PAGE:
These findings have important implications for the prevention or treatment of the disease. Previous attempts to tackle the toxic effects of amyloid beta have mostly focused on blocking its production or removing the amyloid plaques from the brain. However, the new insights suggest that stabilizing the interaction between Gamma secretase and APP might be sufficient to avoid the release of longer and toxic beta fragments and in that way prevent or delay the disease. Prof. Lucía Chávez-Gutiérrez (VIB-KU Leuven): "The mutations causing familial Alzheimer's show the clinical relevance of drugs that strengthen the interaction between Gamma secretase and APP. The more stable the complexes are, the further APP can be processed, resulting in shorter, non-toxic forms of ."

Explore further: Researchers work to block harmful behavior of key Alzheimer's enzyme

Related Stories

Researchers work to block harmful behavior of key Alzheimer's enzyme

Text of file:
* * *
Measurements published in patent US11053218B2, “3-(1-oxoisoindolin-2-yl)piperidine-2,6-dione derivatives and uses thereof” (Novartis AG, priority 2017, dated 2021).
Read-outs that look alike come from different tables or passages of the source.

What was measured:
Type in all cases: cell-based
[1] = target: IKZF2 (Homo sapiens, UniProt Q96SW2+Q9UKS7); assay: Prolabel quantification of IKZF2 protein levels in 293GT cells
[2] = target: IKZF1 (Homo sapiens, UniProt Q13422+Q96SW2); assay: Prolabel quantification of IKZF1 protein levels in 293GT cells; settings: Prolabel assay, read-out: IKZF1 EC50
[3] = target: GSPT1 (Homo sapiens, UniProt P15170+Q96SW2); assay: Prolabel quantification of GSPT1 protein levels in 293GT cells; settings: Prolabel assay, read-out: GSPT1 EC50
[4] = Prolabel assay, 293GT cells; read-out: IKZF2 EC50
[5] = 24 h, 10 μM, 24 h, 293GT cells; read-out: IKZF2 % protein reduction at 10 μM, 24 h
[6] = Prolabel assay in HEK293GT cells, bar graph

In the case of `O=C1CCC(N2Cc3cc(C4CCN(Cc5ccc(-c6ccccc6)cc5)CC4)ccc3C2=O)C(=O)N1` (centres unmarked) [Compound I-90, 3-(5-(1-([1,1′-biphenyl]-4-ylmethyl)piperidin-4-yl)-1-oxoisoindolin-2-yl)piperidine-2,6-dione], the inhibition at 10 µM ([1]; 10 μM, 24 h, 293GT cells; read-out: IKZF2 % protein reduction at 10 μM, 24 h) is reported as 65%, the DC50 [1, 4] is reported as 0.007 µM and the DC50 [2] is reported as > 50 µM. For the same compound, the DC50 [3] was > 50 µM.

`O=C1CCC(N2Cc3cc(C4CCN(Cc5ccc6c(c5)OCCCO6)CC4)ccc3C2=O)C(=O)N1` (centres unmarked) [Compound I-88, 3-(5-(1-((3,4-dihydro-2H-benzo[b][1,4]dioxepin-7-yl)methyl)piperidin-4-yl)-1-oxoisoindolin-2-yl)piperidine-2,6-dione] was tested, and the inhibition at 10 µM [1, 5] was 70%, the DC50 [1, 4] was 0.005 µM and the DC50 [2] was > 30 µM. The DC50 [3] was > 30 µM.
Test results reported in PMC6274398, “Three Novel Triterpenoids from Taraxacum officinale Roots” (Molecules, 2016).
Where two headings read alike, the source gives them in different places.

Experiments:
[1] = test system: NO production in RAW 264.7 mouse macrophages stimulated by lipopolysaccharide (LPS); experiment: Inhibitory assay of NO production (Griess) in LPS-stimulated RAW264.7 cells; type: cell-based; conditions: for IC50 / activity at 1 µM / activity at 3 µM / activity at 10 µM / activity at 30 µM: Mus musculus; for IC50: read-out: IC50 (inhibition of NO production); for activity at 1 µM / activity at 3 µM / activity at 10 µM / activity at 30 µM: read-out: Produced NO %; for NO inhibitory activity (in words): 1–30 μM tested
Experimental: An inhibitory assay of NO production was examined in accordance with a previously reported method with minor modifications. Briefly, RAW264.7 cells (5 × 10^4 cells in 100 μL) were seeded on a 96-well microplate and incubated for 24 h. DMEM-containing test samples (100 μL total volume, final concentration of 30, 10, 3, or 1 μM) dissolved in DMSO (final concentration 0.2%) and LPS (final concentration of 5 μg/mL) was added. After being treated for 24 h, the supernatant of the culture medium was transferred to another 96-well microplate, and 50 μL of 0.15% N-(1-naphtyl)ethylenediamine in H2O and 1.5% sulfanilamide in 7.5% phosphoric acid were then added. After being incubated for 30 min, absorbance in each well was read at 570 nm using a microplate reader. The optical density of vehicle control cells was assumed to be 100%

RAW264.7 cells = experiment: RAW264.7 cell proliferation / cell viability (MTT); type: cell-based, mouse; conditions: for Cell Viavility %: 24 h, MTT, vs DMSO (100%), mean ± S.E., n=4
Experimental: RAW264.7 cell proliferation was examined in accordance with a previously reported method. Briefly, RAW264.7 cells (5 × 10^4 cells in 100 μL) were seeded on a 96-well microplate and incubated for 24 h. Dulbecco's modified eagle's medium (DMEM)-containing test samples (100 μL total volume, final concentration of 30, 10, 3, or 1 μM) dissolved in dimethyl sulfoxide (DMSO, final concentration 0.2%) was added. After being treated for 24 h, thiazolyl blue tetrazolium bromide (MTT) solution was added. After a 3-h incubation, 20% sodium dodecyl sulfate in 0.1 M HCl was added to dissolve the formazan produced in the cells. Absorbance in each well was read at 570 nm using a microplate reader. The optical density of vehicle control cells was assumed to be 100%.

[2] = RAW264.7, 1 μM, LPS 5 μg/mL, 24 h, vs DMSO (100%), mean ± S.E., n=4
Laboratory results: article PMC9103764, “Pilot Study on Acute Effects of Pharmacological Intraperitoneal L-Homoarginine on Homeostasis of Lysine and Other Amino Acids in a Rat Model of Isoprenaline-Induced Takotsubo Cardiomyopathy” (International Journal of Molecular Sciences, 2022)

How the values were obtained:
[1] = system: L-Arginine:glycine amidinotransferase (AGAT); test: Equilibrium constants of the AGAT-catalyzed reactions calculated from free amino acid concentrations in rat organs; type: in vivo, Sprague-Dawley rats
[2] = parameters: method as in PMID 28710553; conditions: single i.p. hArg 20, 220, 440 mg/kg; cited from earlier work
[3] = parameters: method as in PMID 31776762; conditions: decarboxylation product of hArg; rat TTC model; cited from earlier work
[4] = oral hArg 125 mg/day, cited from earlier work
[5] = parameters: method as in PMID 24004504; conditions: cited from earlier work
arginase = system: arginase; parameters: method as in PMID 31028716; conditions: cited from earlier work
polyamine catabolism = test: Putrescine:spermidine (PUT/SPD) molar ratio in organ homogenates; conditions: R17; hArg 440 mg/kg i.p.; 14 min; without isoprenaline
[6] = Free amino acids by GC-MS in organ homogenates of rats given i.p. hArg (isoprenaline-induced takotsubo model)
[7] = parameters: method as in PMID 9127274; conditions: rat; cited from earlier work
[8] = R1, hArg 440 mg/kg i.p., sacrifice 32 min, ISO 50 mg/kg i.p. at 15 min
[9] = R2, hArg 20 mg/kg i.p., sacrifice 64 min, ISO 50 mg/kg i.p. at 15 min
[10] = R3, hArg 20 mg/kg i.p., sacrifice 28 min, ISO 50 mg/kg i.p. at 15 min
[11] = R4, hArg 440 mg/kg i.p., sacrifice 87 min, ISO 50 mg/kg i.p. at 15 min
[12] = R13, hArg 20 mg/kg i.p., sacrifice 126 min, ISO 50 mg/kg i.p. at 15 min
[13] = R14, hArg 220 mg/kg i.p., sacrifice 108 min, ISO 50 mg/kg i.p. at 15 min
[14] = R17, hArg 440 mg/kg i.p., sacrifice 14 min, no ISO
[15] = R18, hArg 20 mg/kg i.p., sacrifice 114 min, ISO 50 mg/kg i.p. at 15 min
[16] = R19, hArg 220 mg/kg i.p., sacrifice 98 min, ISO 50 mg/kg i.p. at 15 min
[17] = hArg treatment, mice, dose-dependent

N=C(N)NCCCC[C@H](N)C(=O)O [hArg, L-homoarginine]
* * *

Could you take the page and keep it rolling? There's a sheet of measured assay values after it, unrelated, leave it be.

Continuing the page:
February 25, 2016
Enzymes rarely have one job. So, attempts to shut down the enzyme that causes the hallmarks of Alzheimer's disease often mean side effects, because these therapies prevent the enzyme from carrying out many other functions. ...

Road block as a new strategy for the treatment of Alzheimer's

August 22, 2011
Blocking a transport pathway through the brain cells offers new prospects to prevent the development of Alzheimer's. Wim Annaert and colleagues of VIB and K.U. Leuven discovered that two main agents involved in the inception ...

New drugs to find the right target to fight Alzheimer's disease

August 2, 2013
The future is looking good for drugs designed to combat Alzheimer's disease. EPFL scientists have unveiled how two classes of drug compounds currently in clinical trials work to fight the disease. Their research suggests ...

New insight on why people with Down syndrome invariably develop Alzheimer's disease

October 23, 2014
A new study by researchers at Sanford-Burnham Medical Research Institute reveals the process that leads to changes in the brains of individuals with Down syndrome—the same changes that cause dementia in Alzheimer's patients. ...